The sun beat down over Coney Island during Labor Day weekend, the unofficial last-hurrah of the amusement park’s season. As shop owners wheeled their wares onto the uneven boardwalk and food vendors prepared a feast of hotdogs, french-fries, pizza and other high-calorie delectables, an air of uncertainty hung over the park.
Coney Island, a peninsula in south Brooklyn, N.Y., was a tourist hotspot throughout the late 1800s and mid-1900s. Since then, it has continued on, while rather sluggishly, as an amusement hub for the working class.[ Read More → ]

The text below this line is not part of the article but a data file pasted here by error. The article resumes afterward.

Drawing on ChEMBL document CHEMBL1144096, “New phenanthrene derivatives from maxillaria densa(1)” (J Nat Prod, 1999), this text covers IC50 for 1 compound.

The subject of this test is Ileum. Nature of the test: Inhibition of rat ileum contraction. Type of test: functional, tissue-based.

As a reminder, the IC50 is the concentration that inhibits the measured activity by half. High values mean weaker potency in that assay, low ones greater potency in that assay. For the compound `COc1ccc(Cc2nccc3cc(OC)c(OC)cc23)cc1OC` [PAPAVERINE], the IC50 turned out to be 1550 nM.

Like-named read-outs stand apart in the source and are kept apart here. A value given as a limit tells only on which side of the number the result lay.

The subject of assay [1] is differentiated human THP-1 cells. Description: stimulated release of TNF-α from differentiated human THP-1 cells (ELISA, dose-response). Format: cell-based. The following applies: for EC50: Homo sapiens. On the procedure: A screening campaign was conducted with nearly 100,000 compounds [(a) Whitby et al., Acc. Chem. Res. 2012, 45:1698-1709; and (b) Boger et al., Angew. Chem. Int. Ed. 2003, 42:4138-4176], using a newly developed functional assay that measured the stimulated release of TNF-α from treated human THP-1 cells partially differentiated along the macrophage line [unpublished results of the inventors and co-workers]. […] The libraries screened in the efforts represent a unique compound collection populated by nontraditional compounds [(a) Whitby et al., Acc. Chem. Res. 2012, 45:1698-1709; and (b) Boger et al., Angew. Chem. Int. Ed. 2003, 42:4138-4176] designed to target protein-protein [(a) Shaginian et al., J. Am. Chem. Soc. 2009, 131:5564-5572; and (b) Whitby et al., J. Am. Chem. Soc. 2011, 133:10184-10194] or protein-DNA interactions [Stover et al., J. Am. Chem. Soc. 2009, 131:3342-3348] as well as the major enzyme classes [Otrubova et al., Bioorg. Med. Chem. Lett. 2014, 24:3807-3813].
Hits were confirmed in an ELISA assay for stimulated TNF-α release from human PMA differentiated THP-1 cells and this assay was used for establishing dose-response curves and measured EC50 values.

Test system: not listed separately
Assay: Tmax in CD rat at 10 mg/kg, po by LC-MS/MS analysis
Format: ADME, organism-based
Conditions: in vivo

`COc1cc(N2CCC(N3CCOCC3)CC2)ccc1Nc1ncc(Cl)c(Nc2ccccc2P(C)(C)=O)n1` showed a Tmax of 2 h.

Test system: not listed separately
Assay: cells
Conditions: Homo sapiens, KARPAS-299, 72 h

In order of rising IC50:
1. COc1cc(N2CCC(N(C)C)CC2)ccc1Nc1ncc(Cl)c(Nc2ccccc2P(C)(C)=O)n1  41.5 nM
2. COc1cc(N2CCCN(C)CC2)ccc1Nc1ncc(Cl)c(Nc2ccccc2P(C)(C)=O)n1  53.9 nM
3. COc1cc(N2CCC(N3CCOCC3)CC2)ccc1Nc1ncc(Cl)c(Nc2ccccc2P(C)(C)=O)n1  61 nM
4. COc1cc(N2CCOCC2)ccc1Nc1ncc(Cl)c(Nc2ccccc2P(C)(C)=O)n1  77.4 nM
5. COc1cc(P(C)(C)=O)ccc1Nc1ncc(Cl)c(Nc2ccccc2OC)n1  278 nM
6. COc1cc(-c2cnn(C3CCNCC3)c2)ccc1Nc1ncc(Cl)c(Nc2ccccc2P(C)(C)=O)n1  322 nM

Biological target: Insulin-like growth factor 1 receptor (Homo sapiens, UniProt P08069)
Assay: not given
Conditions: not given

On the second floor of an old building in a rural Shenandoah Valley town, a piece of fading history strives to live on.
People who have never seen duckpin bowling before might find the softball-size bowling balls and the stout pins quirky. But for the folks who frequent Shenandoah Bowling Lanes in Mount Jackson, Va., “This is Duckpin Country.”